A Limerick woman, who was the victim of 'revenge porn' is campaigning for a change in laws regarding image-based sexual abuse.
Megan, 23, whose last name is being withheld, describes the harrowing moment when she discovered that sexual images and videos of her were shared on social media three years ago.
“I was a victim of revenge porn in 2016, when I was 19," she says. "I had my photos and videos shared, it was sent to thousands of people. It was put all over Facebook. It was shown to my friends and family. It was shown to my grandparents and everything. It was horrible to have your family seeing you in such a compromising position."
As well as the videos and pictures, Megan, who was still in school at the time, says she was subjected to a tirade of abuse through social media.
“I logged on to Facebook to see over 400 messages — just bullying and abuse," she says.
"People were telling me that I should kill myself. I was ashamed, it was horrible to see all those messages."
Megan’s mental health suffered severely after the attack, and she was later diagnosed with PTSD which was, in part, attributed to the attack.
“It was really bad, all the hate. I suffered a very severe suicide attempt after it, because of it all.”
Megan, who took time off from social media after the attack, has been working with other victims to raise awareness of the issue. She has now returned to Twitter to promote a petition to make image-based sexual abuse, such as what is sometimes known as 'revenge pornography', a criminal offence.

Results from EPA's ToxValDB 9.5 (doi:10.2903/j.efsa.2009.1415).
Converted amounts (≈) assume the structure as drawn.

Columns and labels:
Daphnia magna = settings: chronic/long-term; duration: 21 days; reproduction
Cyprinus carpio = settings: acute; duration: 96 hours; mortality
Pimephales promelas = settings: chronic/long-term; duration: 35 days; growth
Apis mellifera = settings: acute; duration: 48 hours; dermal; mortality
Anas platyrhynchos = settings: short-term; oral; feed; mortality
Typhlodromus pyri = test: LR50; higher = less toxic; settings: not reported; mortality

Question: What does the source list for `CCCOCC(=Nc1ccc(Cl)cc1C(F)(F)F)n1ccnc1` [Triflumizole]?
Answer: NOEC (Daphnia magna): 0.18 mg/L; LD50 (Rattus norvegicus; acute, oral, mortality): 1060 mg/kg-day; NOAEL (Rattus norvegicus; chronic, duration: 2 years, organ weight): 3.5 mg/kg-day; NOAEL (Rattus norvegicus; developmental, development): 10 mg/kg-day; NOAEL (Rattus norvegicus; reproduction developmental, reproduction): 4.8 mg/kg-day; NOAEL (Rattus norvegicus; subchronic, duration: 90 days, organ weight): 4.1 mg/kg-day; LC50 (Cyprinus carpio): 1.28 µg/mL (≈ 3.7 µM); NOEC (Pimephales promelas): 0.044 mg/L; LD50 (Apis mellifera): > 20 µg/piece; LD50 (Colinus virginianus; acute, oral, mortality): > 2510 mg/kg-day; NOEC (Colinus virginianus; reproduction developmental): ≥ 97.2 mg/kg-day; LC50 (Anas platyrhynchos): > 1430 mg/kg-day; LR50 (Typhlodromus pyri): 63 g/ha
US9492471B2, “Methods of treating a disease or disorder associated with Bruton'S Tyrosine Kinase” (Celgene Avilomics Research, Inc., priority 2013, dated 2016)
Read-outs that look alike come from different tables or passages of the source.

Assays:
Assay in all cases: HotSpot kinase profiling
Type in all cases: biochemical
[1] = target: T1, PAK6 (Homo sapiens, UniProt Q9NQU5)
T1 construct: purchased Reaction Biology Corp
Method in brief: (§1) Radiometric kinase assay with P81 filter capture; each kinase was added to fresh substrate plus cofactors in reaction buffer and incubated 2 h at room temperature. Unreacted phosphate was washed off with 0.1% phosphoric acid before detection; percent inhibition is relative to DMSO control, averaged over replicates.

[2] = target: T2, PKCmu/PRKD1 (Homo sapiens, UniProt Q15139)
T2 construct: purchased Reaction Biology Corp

Her 'Make revenge porn a criminal offence in Ireland' petition, which has amassed almost 3,000 signatures, states that: “Image-based sexual abuse is still not a crime in Ireland. Image-based sexual abuse is a huge violation of privacy and is a continuum of revenge pornography, upskirting, cyber-flashing, and many more.”
In the petition, which can be found at Change.org, Megan says: “I am publically asking the Irish Government for the Harassment, Harmful Communications and Related Offences Bill be signed into Irish law including that those guilty be added to the sex offenders register and face a criminal conviction which could see those convicted jailed for up to seven years.”
Megan says that there is currently very little support offered to victims of image-based sexual abuse.
“I was dealing with it all behind the scenes since," she says. "I was trying to help people who had also suffered from revenge porn. But there is not a lot you can you really do if it happened to you."
There aren’t the services there, because it isn’t classed the same as rape or assault. When it happened to me, there was no one to turn to. There was no support.”
The 23-year-old says that her initial feelings about the attack were shame — but as time passed, that changed.
“I was ashamed for a while after it happened. But then I got thinking about it, and realised that I hadn’t done anything wrong. I was the victim. There needs to be more education around it to change the perception of it.
“It’s a huge issue which affects thousands of people in Ireland. When I was in school, it happened to multiple girls I knew. With Snapchat and Instagram and everything, it has become so much easier for things like this to be sent around. As well, young people feel pressured to do it — like its part of dating. There needs to be more information and education available to young people who are making these decisions.”
Megan says that she has been in contact with Labour TD Brendan Howlin, who has met with justice minister Helen McEntee. Megan says that she is hopeful there will be changes before the year is out.
The 23-year-old also announced she plans to set up a website to help people who are victims of image-based sexual abuse.